Butch was adopted and placed in foster care at his owners request as an only dog, however once in his new home he did not settle into life as an only dog so they made the decision in the best interest for Butch to return him so he could find a more suitable home, one with another dog for company.
Butch is now going back to spend a couple of weeks with a foster carer who has another dog in the home so we can assess how he settles in with doggy company, so that he can find his forever home soon.
At Gap the dogs continue to get socialisation with other dogs and enrichment activities like playing ball, time in the GAP lounge room, up and down stairs, navigating in and out of car ( both back and side seats.
Butch is a lovely affectionate boy who just needs a home who already has a dog.
FOSTER CARE – Week 1 update
Butch was whimpery on his first night but now is much more settled. He enjoys daily walks, is learning house rules, has been left home alone, he’s walked past the local primary school when the kids were coming out, has met visitors.Butch is very gentle and sweet, likes people. On walks he is happy to stop & meet strangers and receive pats (from adults and children). Loves being brushed, hugged and cuddled.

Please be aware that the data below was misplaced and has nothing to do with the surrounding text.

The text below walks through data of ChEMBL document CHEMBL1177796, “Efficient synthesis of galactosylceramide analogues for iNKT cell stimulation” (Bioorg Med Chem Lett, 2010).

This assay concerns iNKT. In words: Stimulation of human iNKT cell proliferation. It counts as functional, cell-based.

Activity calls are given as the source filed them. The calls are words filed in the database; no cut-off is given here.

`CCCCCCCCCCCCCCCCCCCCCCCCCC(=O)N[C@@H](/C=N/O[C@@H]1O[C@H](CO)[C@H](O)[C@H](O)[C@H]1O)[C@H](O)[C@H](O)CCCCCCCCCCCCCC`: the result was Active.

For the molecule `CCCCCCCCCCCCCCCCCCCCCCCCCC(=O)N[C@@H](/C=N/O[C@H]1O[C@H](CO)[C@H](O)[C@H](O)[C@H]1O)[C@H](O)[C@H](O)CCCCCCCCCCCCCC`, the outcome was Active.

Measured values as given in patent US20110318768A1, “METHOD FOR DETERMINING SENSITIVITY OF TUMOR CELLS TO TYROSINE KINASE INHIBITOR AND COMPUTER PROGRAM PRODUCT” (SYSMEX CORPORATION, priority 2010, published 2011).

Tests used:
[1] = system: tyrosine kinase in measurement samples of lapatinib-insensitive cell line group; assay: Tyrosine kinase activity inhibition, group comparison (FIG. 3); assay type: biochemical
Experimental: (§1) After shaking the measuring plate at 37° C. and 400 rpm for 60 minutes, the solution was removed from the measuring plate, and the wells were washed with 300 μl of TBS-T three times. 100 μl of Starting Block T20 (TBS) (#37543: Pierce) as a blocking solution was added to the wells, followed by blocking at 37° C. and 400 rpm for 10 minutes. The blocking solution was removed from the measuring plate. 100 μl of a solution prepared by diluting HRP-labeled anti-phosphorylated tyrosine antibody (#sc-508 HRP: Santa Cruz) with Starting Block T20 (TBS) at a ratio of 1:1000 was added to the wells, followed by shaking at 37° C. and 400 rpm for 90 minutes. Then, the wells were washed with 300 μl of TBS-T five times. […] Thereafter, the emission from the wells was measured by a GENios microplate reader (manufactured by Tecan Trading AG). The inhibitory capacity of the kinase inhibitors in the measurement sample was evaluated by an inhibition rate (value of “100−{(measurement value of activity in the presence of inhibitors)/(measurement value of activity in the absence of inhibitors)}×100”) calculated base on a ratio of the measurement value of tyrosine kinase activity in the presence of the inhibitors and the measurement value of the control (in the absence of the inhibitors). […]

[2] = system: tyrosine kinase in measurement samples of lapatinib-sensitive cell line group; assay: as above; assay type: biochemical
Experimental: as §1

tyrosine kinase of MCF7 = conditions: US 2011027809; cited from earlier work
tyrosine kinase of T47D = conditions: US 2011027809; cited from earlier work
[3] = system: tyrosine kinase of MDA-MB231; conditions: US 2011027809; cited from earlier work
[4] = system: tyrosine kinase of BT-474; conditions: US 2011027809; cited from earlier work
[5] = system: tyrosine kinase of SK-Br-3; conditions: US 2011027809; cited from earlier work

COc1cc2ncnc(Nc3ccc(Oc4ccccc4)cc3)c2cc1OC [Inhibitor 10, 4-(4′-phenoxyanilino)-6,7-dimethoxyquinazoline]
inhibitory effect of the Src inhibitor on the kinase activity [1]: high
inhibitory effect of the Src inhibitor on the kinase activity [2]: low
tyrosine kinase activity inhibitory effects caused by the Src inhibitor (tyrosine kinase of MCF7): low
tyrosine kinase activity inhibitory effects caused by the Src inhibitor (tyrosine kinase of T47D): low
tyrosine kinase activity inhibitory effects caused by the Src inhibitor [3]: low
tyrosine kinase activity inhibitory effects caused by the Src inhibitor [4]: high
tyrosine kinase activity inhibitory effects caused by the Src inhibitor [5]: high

Walks well on the lead and is learning to heel, hasn’t pulled hard. Likes to stop and sniff interesting smells. Good at waiting before crossing the road, learning “Wait” combined the “stop” hand signal. Butch was terrified of my steep stairs at first but conquered them in a few days. No problem with slippery floor and glass doors.
When we pass barking dogs behind fences, Butch hasn’t barked back: he occasionally whimpers but keeps walking. Loves his bed and sleeps well through the night in his own room. Hasn’t jumped on furniture.
Enjoys the garden and zooms around.
Learning that he’s not allowed in the kitchen when I say “Out” or “Argh” if he’s about to enter. He usually stands at the door now when I go into the kitchen. Not strongly motivated by food, doesn’t guard objects or his bed, doesn’t mind me moving his food bowl.
Butch usually follows me around the house but other times stays on his bed. Prefers to be in the part of the house that I’m in but will take himself outside on his own occasionally. Lies on the bath mat when I’m having a shower.